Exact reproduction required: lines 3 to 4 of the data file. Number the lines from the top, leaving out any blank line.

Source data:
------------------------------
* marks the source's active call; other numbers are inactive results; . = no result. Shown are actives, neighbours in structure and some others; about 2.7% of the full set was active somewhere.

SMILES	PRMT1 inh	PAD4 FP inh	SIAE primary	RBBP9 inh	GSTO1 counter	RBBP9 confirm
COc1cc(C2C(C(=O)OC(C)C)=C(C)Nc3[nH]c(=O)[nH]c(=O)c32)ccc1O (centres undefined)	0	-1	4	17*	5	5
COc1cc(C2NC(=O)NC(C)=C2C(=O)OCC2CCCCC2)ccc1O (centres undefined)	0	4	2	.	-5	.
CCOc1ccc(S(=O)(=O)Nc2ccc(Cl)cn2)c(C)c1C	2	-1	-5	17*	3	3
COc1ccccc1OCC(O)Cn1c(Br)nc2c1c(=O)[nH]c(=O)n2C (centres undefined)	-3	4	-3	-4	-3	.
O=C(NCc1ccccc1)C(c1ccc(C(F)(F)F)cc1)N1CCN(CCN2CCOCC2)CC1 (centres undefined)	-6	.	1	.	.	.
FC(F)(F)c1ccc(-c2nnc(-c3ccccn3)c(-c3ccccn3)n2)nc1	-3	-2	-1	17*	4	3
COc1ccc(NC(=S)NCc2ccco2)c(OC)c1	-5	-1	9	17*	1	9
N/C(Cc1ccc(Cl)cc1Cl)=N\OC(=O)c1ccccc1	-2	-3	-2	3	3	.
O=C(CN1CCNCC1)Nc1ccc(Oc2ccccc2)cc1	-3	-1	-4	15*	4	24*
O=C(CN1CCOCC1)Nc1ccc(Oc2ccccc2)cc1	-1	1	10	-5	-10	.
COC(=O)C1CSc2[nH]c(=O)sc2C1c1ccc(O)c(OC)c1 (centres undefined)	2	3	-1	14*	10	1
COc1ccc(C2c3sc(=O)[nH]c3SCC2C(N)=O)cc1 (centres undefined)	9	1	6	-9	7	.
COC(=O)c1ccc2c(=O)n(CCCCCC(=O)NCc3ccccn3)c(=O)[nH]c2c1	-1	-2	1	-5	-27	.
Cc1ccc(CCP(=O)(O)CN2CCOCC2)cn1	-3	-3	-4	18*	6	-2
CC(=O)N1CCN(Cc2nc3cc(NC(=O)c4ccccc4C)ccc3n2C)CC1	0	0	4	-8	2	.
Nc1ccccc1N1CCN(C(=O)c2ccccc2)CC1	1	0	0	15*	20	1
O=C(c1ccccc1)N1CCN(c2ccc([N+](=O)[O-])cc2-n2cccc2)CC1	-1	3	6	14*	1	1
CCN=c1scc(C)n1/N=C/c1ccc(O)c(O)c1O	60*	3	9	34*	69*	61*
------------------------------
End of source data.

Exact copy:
COc1cc(C2C(C(=O)OC(C)C)=C(C)Nc3[nH]c(=O)[nH]c(=O)c32)ccc1O (centres undefined)	0	-1	4	17*	5	5
COc1cc(C2NC(=O)NC(C)=C2C(=O)OCC2CCCCC2)ccc1O (centres undefined)	0	4	2	.	-5	.